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Aug. 11, 2009, 10 a.m.

Nonprofit journalism: The journey from anomaly to a new paradigm

Journalism nonprofits have been operating in the shadows of major metro dailies since the dawn of the newspaper age. In 1846, a handful of New York newspapers created a cooperative to pay for dispatches from the front lines of the Mexican-American War. That effort became the Associated Press, and it remains a nonprofit.

But what once was an anomaly is becoming a business model in its own right. This is an historic time, with new nonprofit newsrooms launching every month. Many are doing the kind of difficult work that for-profit newspapers are shirking — investigative, enterprise, watchdog and explanatory journalism. It’s the good stuff we need to keep democracy working.

What makes the nonprofit model compelling in these times? The main driver is the economics of the web. With the web’s infinite capacity to replicate a story at a marginal cost of nearly zero, nobody has yet figured out how to make money doing expensive, risky journalism like the kind that comes from investigative desks, statehouse bureaus and foreign correspondents. The economics makes socially responsible journalism a public good — the kind of thing that we value as a society, but none of us is willing to pay for individually.

But can all the startups survive? I’ve been learning about journalism nonprofits for five years, and I’ve spent the past five months trying to cover them like a beat as I’ve written my blog, The Nonprofit Road. I can’t predict exactly which of the new nonprofits will make it. But it’s a sure bet that a lot of them won’t. There simply aren’t enough foundation grants, individual contributions or advertising clicks to go around.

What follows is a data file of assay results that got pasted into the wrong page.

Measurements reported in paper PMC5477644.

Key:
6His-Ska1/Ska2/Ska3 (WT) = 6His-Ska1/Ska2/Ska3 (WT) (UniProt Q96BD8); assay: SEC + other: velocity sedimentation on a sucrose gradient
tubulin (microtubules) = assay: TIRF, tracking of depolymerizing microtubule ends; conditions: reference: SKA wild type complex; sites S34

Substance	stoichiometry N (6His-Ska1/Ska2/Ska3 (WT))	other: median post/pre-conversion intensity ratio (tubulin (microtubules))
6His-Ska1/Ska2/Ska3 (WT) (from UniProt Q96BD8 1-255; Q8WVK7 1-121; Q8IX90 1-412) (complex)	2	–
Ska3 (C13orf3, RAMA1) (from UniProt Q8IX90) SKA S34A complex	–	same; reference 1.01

This is the lesson I’ve gleaned from my travels: Great journalism isn’t enough. What really counts is the relationships that the nonprofit develops with its readers. Journalism is only part of the nonprofit’s value proposition, and at the end of the day, it might not be the most important part.

The reader’s bond

How can that be? While many newspaper subscribers feel a bond to their daily newspaper, ultimately it is another product like a toothpaste or beer. And for-profit newspaper companies treat it as such. The harder thing to do is to show readers how journalism can connect friends, neighborhoods, communities and, ultimately, a society. That’s what the good nonprofits are doing. If they can reach that level, their readers’ donations take on a whole new meaning. They become statements of personal values and nothing less than affirmations of self.

Andrew Donohue of Voice of San Diego underscored that point a few weeks ago. When I asked him about a member event that celebrated working people, he told me: “Oftentimes when our donors talk about VOSD, they use ‘we.’ It’s that sense of ownership that embodies the loyalty we seek and need. Events like last night’s are key to both building that ownership and fulfilling our desire to get our members together, talking, in the same room.”

This doesn’t mean nonprofits can forget about the hard work of running a business. I think the successful ones — those that want revenues to match their high ambitions — will develop means to leverage the value they create. To see what I mean, look at what venture capitalist John Thornton is doing in Austin, Texas. He’s building his nonprofit Texas Tribune on top of the subscription base of Texas Weekly, an online, subscription newsletter on Texas statehouse politics that he bought last month. The newsletter gives him access to an audience of lobbyists, lawyers and business people who have a vested interest in state government and don’t mind spending some money to keep tabs on it.